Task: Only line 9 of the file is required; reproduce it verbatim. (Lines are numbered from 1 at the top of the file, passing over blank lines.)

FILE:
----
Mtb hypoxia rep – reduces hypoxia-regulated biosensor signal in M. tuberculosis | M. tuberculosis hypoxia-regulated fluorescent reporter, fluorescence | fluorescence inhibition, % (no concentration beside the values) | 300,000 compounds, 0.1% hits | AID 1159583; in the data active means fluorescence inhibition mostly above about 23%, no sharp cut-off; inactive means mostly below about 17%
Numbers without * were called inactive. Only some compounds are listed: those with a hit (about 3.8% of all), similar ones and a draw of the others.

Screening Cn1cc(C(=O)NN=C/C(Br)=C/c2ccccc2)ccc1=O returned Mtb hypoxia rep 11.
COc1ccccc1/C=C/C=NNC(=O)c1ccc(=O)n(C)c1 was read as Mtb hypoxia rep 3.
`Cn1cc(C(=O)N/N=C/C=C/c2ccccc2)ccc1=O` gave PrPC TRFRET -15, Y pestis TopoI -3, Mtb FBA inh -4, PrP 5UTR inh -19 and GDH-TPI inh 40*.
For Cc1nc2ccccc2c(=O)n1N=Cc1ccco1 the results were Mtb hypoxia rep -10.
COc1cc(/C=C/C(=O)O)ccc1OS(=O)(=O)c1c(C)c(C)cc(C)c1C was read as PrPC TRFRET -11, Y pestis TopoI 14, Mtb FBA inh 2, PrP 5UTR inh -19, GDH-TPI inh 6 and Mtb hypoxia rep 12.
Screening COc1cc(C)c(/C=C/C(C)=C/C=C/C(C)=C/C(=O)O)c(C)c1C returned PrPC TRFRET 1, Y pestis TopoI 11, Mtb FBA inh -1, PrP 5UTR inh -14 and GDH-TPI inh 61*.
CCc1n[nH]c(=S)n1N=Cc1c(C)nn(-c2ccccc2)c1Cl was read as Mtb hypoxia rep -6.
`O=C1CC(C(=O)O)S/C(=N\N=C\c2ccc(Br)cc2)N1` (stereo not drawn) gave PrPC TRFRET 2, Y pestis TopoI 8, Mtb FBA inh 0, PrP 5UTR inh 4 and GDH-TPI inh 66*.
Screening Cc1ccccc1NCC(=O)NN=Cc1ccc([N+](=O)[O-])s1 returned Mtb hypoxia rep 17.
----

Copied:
CCc1n[nH]c(=S)n1N=Cc1c(C)nn(-c2ccccc2)c1Cl was read as Mtb hypoxia rep -6.